Some places live on your bucket list for a very long time. And not because they are expensive or hardly accessible. The only reason you skip visit of them is that of their popularity or your struggle to find the best time for their visit.
It’s my story of relations with Point Lobos. How many time we drove near it, saw the parked cars along both sides of the road, and thought – how crazy people are to walk this small stunning piece of land in such crowds.
At the beginning of the August, we had a weekend trip to Monterey. We bought strawberries at Pezzini Farms, sat by the ocean at Marina State Beach and watch how paragliders flight over us, checked in at popular Monterey Tides, and in two hours before sunset drove to the Point Lobos.
No, we hadn’t even slightest hope to see the sunset. I just decided to check the timing that works in the most parks of this region of California. This year showed that even if the place is a crazy popular destination, just in an hour before sunset, it would have half of regular amount of users or even less.
And this statement worked perfectly. I do assume on clear days there would be more photographers and tourists but clouds and fog reduced crowds to the very minimum.
We parked at the Whalers Cove with a plan to walk North Shore trail to the Cypress Grove and return to the car inland.
That day we saw only the fog. But in the case of Monterey and Big Sur, fog is a good sign. The rocky structures look stunning covered with the dense fog. The blue color of the water gets greenish tones. You get it, I’m both hands for the foggy weather 🙂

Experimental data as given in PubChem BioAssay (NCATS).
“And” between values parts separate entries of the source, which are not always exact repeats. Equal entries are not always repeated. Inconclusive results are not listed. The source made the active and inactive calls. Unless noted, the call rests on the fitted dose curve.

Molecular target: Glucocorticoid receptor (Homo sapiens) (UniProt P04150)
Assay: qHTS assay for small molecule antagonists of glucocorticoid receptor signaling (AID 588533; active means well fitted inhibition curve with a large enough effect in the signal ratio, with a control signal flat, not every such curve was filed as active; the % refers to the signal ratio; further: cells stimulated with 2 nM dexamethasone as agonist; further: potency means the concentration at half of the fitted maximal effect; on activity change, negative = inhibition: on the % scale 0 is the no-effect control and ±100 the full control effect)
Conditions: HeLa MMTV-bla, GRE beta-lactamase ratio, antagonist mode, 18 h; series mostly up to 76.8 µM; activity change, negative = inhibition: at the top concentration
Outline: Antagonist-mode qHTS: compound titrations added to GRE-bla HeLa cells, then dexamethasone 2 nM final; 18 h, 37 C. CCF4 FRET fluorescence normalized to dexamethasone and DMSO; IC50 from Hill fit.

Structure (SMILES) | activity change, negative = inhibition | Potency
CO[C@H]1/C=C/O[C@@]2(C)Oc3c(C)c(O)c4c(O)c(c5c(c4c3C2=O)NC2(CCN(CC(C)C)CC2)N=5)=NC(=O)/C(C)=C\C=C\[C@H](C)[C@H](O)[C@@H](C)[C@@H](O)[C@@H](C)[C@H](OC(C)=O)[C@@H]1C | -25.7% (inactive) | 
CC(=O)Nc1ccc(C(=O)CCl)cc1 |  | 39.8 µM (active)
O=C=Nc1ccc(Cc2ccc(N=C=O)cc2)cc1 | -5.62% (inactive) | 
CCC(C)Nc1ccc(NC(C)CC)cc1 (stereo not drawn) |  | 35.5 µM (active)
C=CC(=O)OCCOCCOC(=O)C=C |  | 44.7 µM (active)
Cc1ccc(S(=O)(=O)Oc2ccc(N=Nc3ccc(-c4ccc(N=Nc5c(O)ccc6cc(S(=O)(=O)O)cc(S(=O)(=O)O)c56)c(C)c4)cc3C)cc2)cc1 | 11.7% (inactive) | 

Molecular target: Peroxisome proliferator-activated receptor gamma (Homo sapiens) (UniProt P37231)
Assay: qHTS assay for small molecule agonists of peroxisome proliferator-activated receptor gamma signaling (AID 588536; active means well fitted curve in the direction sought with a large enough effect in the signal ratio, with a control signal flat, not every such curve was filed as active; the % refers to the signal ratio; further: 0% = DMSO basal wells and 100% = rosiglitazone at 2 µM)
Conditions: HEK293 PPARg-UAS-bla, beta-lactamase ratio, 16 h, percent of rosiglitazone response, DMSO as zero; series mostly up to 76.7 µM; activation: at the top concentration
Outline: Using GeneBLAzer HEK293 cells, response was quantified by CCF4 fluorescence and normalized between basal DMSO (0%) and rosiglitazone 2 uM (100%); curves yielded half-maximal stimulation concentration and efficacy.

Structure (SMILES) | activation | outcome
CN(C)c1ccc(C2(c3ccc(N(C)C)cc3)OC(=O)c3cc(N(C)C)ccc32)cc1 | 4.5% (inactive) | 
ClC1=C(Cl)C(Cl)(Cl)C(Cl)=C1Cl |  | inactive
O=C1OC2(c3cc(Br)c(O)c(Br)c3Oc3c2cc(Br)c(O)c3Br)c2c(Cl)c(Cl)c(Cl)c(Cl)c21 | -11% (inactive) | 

North Shore Trail has stunning beauty. You will need to open your eyes, hold your camera close and watch your step. The trail is easy though has steps and rocks. But there is no climbing, no sandy part which kills me on the shore trails.
A lot of wildlife could be spotted along the trail. And I’m not talking about just gulls and sea birds.
When you think about Monterey, you should think about cypress trees. At the point Lobos, they covered with some kind of orange moss. The bright and otherworldly!
There is one building worth to stop by. The Whaler Cabin is a building that remained from 1850s Chinese fishermen that lived in the area. Right now it’s a site of the Whaling Station Museum.
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